South Korea: Pink Eye Spreading Quickly Among School Children
Public health authorities have issued a warning against epidemic keratoconjunctivitis ("pink eye") and acute hemorrhagic conjunctivitis as the summer vacation ends. The Korea Center for Disease Control and Prevention said 23 Aug 2007 that pink eye has affected a growing number of people in South Jeolla, Gangwon and North Gyeongsang areas Aug 2007. The number of patients suffering has been rising sharply in Ulsan, Gyeongsang and Seoul since last week [13-17 Aug 2007]. KCDCP official Park Ok said that eye diseases rear up every August when school resumes after the summer break. Young people aged 10 to 19 account for 30 percent of all patients. The illnesses are particularly rampant in Ulsan and South Gyeongsang Province. Epidemics of keratoconjunctivitis ("pink eye") and acute hemorrhagic conjunctivitis occur frequently throughout the world during the autumn, caused by a variety of viruses.
USA: HHS allots $75 million to states for pandemic planning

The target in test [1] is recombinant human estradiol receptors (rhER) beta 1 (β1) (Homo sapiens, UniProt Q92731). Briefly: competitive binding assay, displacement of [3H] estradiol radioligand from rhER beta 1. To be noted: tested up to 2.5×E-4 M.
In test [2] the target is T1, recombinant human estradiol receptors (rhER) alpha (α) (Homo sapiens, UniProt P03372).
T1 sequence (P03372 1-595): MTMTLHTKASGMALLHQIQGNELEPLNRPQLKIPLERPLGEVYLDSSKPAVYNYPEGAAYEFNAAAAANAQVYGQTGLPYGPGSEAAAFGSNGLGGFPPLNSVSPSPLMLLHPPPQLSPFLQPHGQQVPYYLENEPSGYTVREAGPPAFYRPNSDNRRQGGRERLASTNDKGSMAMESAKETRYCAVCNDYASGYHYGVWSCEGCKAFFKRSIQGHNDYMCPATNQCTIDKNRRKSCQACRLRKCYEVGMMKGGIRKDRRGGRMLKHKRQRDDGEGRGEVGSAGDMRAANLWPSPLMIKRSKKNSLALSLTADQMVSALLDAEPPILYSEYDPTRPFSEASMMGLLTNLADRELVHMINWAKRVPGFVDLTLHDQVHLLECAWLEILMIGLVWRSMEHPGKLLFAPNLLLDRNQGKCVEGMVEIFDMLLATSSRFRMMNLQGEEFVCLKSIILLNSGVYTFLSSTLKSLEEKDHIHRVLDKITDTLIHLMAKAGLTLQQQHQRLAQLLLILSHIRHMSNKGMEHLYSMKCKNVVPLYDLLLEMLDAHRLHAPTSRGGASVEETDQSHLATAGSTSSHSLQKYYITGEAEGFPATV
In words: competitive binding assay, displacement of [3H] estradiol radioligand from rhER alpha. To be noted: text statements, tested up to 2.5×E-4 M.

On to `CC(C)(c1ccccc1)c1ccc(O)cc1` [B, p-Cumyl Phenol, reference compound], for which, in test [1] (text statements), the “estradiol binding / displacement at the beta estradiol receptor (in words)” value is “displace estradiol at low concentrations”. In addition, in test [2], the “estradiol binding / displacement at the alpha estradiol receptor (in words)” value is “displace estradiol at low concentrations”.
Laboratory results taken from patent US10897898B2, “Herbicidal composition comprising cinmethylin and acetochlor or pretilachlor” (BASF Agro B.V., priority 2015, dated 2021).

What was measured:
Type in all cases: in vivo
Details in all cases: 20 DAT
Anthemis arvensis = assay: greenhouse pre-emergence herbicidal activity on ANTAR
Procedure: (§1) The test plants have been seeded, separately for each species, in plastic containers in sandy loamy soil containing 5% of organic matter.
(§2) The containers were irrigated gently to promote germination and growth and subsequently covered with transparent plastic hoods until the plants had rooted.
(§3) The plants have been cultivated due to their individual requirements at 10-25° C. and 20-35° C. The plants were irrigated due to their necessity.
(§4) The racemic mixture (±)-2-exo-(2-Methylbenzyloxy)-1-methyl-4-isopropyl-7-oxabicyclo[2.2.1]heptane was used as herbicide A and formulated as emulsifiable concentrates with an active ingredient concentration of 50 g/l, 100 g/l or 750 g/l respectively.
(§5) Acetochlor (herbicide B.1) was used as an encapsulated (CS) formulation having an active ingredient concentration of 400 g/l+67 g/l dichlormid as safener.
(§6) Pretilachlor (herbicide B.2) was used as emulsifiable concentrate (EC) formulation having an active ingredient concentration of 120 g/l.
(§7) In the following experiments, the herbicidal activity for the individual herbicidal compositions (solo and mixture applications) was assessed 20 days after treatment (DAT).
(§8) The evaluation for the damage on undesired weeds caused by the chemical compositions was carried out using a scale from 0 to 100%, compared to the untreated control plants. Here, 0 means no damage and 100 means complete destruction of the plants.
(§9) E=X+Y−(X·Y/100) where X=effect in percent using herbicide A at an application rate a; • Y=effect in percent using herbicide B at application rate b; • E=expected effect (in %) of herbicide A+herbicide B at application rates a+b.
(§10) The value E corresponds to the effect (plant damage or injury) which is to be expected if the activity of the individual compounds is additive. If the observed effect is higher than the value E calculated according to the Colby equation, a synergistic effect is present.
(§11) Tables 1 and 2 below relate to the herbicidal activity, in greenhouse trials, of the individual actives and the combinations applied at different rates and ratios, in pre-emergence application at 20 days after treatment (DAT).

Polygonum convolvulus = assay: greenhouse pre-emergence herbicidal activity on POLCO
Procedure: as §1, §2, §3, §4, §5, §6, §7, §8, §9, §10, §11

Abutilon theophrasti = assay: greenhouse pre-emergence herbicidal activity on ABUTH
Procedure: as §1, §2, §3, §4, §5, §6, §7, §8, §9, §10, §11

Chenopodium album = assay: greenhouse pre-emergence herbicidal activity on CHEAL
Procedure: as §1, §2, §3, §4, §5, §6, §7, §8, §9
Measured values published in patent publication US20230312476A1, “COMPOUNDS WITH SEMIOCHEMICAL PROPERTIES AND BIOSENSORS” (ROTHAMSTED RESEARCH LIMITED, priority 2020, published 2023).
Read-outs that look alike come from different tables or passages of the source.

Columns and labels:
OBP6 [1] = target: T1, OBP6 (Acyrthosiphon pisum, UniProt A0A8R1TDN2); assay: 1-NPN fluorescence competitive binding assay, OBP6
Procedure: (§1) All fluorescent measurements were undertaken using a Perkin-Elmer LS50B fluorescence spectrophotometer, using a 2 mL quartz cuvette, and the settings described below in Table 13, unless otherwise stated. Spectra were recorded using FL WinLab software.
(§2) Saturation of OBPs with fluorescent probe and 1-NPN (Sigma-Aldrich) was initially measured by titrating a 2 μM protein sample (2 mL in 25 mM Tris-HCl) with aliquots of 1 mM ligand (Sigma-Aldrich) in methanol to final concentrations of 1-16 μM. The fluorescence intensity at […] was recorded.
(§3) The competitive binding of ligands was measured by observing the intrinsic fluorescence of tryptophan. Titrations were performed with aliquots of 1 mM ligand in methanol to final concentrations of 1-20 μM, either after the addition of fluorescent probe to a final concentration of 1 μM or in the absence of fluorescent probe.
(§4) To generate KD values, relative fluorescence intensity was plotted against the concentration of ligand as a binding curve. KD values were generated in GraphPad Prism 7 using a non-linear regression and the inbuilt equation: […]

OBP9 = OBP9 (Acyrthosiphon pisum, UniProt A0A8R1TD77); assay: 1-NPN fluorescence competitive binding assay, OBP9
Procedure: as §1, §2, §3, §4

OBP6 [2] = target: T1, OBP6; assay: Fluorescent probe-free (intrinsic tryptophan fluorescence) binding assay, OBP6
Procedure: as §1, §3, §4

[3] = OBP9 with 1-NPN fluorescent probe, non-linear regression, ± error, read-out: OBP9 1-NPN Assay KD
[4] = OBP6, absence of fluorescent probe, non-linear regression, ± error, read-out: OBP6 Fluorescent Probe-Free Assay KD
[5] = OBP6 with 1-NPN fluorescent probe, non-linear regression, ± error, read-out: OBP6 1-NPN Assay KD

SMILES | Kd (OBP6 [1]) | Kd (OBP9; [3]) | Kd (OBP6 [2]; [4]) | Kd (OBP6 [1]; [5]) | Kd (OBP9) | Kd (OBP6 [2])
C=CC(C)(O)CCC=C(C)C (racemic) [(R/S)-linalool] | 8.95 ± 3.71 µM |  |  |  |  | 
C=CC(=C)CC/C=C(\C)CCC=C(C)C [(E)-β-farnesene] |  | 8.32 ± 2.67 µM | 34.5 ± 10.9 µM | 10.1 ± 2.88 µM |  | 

The Department of Health and Human Services (HHS) announced an allocation of $75 million in grants to help states, territories, and 4 metropolitan areas prepare for an influenza pandemic. HHS said the money is to be used to establish or expand stockpiles of critical medical equipment and supplies; continue developing plans for maintaining, distributing, and sharing those resources; plan for and develop alternative sites for providing healthcare in a pandemic; and conduct medical surge exercises. The funding will supplement the $430 million allocation HHS announced Jun 28 to help hospitals and other healthcare facilities prepare to respond to bioterrorism attacks, infectious disease outbreaks, and natural disasters that could cause mass casualties. The grants for states range from $352,673 for Wyoming to $5.48 million for California. The metropolitan areas with separate grants include Washington, DC, $364,024; Chicago, $836,685; New York City, $1.9 million; and Los Angeles County, $2.27 million.